The preregistration alternativeBMJ 1994; 308 doi: https://doi.org/10.1136/bmj.308.6936.1109 (Published 23 April 1994) Cite this as: BMJ 1994;308:1109
- C Illingworth
I was told that I was only “a clerking machine.” The comment was meant to reassure me that as a new junior house physician responsibility for patient care did not rest on my shoulders alone. Far from finding the comment reassuring I found it devaluing. It was an underestimation of the reality and highly ironical in the face of current General Medical Council recommendations on the educational content of the preregistration year.
After the euphoria of qualifying as a doctor, my first day as a house officer had brought me crashing down from cloud nine. I was the unfortunate house physician on take holding the crash bleep; but I was worried about where to run to if it went off. The introductory talk for new house officers came on the second day - a whole day too late. Some of the anxiety I had experienced would have dissipated if there had been a proper induction, including a tour of the hospital, before the job started.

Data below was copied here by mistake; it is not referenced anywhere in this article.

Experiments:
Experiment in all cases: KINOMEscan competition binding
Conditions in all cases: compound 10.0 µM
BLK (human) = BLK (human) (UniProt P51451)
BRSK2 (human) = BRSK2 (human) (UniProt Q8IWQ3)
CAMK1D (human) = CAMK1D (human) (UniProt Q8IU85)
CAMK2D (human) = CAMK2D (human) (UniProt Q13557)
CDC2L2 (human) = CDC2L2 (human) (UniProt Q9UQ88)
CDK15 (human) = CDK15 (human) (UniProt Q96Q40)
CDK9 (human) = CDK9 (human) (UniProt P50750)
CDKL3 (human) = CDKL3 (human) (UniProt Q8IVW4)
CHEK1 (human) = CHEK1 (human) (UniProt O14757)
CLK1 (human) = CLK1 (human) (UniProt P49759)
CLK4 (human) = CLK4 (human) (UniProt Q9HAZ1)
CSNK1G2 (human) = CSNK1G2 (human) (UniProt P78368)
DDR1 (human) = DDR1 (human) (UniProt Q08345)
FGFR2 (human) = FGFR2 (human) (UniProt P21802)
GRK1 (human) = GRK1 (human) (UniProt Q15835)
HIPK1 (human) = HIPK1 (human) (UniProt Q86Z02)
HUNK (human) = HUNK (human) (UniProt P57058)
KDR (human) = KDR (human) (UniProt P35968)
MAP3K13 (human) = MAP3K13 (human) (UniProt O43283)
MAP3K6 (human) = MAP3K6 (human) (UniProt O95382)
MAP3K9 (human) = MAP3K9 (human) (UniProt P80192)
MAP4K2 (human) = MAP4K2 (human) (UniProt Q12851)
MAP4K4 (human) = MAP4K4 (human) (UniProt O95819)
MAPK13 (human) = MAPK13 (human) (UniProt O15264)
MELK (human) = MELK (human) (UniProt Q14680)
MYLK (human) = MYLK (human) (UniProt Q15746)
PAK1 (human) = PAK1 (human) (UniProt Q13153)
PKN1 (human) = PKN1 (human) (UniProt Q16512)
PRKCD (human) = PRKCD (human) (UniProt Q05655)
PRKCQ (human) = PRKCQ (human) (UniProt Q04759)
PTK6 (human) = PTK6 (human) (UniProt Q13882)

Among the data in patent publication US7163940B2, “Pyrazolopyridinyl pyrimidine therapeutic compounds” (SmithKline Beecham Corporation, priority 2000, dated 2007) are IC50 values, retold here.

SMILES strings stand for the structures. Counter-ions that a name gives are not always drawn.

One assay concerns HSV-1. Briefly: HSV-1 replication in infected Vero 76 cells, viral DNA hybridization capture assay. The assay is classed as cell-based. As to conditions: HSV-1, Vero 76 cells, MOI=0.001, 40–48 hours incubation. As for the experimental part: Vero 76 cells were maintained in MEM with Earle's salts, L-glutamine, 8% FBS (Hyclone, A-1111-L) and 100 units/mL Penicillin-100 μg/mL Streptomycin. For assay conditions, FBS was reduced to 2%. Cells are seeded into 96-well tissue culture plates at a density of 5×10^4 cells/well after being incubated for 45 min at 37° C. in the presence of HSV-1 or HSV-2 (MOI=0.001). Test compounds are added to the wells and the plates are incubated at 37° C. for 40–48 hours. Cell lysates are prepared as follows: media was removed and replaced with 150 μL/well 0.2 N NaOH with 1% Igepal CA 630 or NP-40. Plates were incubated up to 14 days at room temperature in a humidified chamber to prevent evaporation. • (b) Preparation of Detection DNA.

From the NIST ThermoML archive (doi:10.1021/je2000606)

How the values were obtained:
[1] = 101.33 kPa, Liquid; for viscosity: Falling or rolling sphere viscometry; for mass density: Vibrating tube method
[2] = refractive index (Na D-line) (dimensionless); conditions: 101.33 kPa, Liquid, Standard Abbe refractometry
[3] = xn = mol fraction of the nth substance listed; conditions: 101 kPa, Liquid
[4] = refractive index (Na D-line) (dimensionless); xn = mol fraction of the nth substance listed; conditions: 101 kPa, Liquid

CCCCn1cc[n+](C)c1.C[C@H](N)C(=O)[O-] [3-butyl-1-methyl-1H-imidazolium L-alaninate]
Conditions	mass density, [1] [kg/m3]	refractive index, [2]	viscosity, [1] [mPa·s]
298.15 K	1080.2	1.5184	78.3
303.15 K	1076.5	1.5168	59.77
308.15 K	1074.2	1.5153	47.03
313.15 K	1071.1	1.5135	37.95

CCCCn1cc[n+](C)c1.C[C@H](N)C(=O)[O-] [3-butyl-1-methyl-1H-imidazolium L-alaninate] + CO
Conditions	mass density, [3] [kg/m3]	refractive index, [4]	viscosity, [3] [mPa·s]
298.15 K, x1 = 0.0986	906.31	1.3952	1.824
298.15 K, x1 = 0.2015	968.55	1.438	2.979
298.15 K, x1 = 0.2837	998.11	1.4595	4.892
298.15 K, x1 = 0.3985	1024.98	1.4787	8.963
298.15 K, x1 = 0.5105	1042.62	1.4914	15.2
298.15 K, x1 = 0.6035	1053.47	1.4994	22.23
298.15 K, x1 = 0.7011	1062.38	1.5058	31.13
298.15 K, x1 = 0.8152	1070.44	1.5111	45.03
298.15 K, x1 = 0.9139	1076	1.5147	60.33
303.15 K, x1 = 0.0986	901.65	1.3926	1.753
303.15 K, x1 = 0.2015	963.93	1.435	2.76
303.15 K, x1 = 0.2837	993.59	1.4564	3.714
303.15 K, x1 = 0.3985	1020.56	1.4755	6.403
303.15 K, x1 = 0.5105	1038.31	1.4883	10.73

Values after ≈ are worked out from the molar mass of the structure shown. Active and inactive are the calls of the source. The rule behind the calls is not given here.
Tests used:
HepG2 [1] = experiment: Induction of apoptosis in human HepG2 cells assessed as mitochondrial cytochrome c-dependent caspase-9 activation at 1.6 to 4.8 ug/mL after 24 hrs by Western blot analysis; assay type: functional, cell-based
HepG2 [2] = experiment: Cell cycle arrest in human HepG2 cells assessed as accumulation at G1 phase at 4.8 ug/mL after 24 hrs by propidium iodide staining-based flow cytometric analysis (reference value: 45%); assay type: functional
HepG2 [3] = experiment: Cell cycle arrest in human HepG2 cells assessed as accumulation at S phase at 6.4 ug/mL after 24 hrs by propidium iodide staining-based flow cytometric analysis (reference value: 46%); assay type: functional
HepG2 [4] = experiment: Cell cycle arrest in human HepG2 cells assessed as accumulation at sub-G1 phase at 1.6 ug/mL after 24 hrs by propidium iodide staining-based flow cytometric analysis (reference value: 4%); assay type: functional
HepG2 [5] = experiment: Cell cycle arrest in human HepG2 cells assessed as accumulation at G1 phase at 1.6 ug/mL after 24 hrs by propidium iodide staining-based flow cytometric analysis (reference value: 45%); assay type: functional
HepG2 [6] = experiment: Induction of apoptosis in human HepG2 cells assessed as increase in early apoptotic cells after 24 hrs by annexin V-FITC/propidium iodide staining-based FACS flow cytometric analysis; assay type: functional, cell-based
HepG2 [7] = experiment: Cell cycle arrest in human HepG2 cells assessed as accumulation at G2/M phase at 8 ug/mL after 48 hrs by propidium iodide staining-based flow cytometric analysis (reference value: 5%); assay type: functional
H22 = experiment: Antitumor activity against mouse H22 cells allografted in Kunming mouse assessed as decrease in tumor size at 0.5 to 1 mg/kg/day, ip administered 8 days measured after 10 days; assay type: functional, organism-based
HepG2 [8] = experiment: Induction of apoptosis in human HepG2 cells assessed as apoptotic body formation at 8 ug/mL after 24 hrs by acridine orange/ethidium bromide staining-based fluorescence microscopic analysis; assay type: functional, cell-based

Our formal medical education took the form of a series of weekly one hour seminars, which were of a good quality and relevant to managing several medical conditions seen daily on the wards. But effective education calls for more than quality tuition; it requires receptive and undistracted pupillage. This was impossible as we were continually being bleeped away …
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